Worm Bin Reconsidered

I recently became re-inspired to explore vermicomposting, partially due to reading the Bokashi Slope blog. I had previously ruled out keeping a worm bin in my studio apartment due to space constraints, but I am now planning to build my own worm bin in smaller dimensions than the prefabricated tubs tend to come in.

I am certainly happy with the results of my Bokashi composting so far, but the backlog of food scraps in the freezer (which are waiting to be added to my Bokashi tub, which is waiting to be emptied into my outdoor planter, which is waiting to be taken to the garden)...(phew!)...has been one factor leading me to reexamine other apartment composting options. Another factor is that I just have a natural curiosity about other types of composting, and would like to see how well I could keep a worm bin going.

Today I bought three small nesting tubs (for $4 each) and a matching lid from Target. The tubs are each about 8"W x 12"L x 6"H, with the bottom of each layer resting 1-1/2" above the one below it. The side handles flip up and down, so the lid unlatches easily, which will make it more convenient for adding fresh food scraps frequently. My homemade Bokashi bucket's lid is very difficult to open, which is actually good because that means it has a tight seal, but it also makes it inconvenient to open it frequently to add scraps - which is why I store scraps in the freezer and only add them to the bucket about once a week.

I read through this tutorial on putting together a homemade worm bin for some guidance. It specifies that you should use an opaque container, but all the opaque bins I've seen at both Target and Home Depot are way too large for my apartment. So I'm planning to keep it somewhere dark, like under the kitchen sink.

My next step is to borrow a drill in order to create ventilation holes, shred some bedding, and get some worms!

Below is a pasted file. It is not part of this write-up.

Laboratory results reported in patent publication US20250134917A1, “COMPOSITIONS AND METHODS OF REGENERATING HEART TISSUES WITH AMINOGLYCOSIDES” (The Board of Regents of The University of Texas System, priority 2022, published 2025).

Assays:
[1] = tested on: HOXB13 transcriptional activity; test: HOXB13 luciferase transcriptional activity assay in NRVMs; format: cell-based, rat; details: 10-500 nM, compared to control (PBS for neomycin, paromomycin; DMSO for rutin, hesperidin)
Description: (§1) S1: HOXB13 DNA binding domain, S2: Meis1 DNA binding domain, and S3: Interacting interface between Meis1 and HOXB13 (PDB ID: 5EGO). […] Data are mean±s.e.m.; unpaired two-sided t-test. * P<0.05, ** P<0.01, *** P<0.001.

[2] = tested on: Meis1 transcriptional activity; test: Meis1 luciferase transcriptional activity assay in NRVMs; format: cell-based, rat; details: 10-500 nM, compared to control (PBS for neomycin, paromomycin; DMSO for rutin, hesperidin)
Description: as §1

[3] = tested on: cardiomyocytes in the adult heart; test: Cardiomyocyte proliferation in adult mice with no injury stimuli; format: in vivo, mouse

C.Y. said...

In case it doesn't fit well under the sink, can you paint the box opaque, or line it with dark plastic bags?

Jessica said...

That is interesting because I was considering Bokashi for the same reason that you are considering vermicomposting. I have a bunch of food stored up in the freezer that I would like to compost.

Be careful about overfeeding a system that is small. Plastic and small size is not very forgiving.

JMC said...

Thanks for the advice, Jessica :) I do intend to be very cautious about the amount of food I add to my tiny worm bin. I'll be sure to keep citrus and banana peels, as well as all animal products (other than crushed egg shells) out of the worm bin.

I plan to keep relying on the Bokashi bucket as my main composting system due to space constraints. The wording in my post probably wasn't the clearest - I know I can't use vermicomposting to alleviate my crowded fridge issue. I just need to be better about keeping my Bokashi cycle going.

The full freezer was just haunting me and keeping composting on my mind :) See my new post from today about my solution (hopefully) for the backlog in my freezer.

Pamela said...

Well, I did not try maintaining a wormery, but I am quite happy with my Bokashi Bucket. This is going great, and I am getting good results.